Waikato Waldorf School ( Rudolf Steiner)

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School Context

Waikato Waldorf School (Rudolf Steiner) is an integrated composite school located in the north eastern suburbs of Hamilton. It currently provides education up to Year 9. Of the 178 students on the roll, 12% identify as Māori and others are from a range of cultural backgrounds.

The school’s board includes elected parent representatives and proprietors who represent The Rudolf Steiner Schools Waikato Trust (RSSWT). School premises are owned by the RSSWT, which is also responsible for ensuring that the curriculum maintains its special Waldorf Curriculum character. In 2016, a ‘governance group’ was formed to foster closer relationships between the board and the RSSWT. The ‘college of the community” is a forum for representatives of parents and the community, which also meets to sustain the school’s special character. The Waldorf curriculum is formally aligned with The New Zealand Curriculum.

Student learning is underpinned by the school’s special character, which is based on the educational principles of Rudolf Steiner and supports emotional, physical and cognitive development. This incorporates education of the head, heart and hands: thinking, feeling and willing. The school’s charter states that it values goodness, beauty, truth and reverence.

Since the 2015 ERO review, a new principal has been appointed and there have been board and staff changes. Teachers have engaged in whole-school professional development in mathematics, Waldorf education and bullying prevention.

The school is a member of Te Pae Here North-East Hamilton Community of Learning l Kāhui Ako.

Leaders and teachers regularly report to the board, schoolwide information about outcomes for students in the following areas:

  • reading, writing, mathematics and special education.

Evaluation Findings

1 Equity and excellence – achievement of valued outcomes for students

1 How well is the school achieving equitable and excellent outcomes for all its students?

The school achieves equitable and excellent outcomes for the majority of students. However, disparity remains for groups of Māori and boys. Māori students achieve at similar levels to non-Māori in mathematics and writing. However, there is significant disparity for Māori students in reading. Some Māori students who are at risk of underachieving have additional needs that delay their learning.

School-wide achievement information for 2017 shows that girls achieve at slightly higher levels in reading and mathematics and significantly higher levels than boys in writing.

Children with additional learning needs are well monitored and making progress towards achieving individual goals.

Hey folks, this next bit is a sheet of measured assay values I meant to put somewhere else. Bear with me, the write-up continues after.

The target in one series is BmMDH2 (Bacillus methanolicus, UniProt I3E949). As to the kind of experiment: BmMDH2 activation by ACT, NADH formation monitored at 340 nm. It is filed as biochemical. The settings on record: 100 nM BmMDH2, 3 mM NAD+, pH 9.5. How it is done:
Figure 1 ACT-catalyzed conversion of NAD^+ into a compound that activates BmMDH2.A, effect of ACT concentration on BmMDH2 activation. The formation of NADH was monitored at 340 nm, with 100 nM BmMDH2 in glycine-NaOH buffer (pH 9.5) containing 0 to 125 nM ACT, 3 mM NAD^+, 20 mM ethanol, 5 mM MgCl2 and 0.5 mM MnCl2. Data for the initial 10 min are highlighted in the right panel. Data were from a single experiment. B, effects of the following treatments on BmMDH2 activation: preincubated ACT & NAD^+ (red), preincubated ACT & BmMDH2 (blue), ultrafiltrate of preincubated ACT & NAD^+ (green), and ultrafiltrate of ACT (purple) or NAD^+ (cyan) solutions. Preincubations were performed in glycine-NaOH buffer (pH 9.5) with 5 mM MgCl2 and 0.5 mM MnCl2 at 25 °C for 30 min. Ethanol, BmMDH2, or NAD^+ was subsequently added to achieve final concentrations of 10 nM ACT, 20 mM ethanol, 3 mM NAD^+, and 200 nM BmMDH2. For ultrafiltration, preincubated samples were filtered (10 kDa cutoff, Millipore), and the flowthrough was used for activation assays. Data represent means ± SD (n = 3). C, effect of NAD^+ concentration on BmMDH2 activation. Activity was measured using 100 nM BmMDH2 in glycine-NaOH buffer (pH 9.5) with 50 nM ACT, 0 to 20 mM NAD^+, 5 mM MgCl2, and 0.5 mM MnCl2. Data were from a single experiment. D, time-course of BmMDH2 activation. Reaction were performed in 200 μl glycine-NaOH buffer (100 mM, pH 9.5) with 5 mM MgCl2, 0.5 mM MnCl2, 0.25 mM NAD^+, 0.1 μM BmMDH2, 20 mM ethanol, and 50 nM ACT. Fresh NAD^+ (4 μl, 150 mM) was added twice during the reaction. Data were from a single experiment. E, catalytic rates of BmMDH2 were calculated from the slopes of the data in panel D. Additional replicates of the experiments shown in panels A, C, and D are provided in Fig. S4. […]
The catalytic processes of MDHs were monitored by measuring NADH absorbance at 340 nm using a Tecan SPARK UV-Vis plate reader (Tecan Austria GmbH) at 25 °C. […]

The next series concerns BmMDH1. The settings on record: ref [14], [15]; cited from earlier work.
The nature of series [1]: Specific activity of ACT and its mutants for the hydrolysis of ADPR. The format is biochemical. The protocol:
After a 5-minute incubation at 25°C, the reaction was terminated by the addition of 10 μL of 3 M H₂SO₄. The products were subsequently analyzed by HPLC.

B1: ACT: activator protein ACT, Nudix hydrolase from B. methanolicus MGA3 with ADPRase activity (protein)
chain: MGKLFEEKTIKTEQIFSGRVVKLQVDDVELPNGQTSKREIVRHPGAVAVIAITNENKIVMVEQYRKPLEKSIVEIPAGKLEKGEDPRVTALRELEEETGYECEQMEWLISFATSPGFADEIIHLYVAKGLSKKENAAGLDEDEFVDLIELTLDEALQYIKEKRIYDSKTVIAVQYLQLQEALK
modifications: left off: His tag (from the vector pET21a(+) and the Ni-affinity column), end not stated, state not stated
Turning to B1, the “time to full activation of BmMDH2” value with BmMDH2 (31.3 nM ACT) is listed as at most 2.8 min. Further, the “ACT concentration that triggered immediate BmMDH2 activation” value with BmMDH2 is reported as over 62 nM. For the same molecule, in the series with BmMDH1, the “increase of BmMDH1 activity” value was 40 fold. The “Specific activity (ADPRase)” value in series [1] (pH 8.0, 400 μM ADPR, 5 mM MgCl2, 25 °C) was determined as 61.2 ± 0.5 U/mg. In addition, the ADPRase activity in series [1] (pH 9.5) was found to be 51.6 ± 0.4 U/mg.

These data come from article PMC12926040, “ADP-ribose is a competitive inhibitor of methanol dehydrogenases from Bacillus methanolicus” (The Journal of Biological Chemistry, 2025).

1.2 How well is the school accelerating learning for those Māori and other students who need this?

School-wide student achievement information shows that small numbers of at-risk Māori and other students made accelerated progress in 2017.School targets for 2018 indicate a more specific and deliberate focus on accelerating achievement for Māori and other students who are at risk of underachieving.

2 School conditions for equity and excellence – processes and practices

2.1 What school processes and practices are effective in enabling achievement of equity and excellence, and acceleration of learning?

The school’s curriculum is responsive and inclusive for the majority of students. It is underpinned by the school’s special character, which promotes a holistic approach to learning and wellbeing. A wide range of meaningful learning experiences includes a strong focus on art, music, movement, regular integration of practical activities, environmental and outdoor education, and performance opportunities. There is a sequential approach to teaching te reo Māori including Māori perspectives within learning contexts. Culturally responsive practices are evident throughout the school.

A strengths-based approach to learning and development is well embedded across the school. Teachers know students and their families very well. Students benefit from positive relationships with teachers and peers. Students with additional needs are clearly identified and monitored. Classroom, specialist teachers and learning assistants provide a wide range of adaptive programmes, interventions and therapies to foster student wellbeing and learning.

The school’s special character promotes strong partnerships with parents and the school community. Parents are well informed about students’ learning and achievement. They are included and involved at many levels of school operation. There are regular opportunities for parent education and consultation about the school’s direction. Students and their families are able to transition smoothly from the adjacent Waldorf kindergarten to the school. Strong partnerships for learning are leading to positive learning outcomes for the majority of students.

There is a collegial, collaborative approach to implementing the school’s vision and values. Senior leaders have established a learner-centred culture of sharing and professional dialogue. Leaders and trustees are committed to maintaining the school’s special character and ensuring the wellbeing of staff and students. Trustees regularly review and discuss achievement information to inform resourcing decisions. There is an appropriate school-wide focus on targeting the accelerated progress of at-risk students.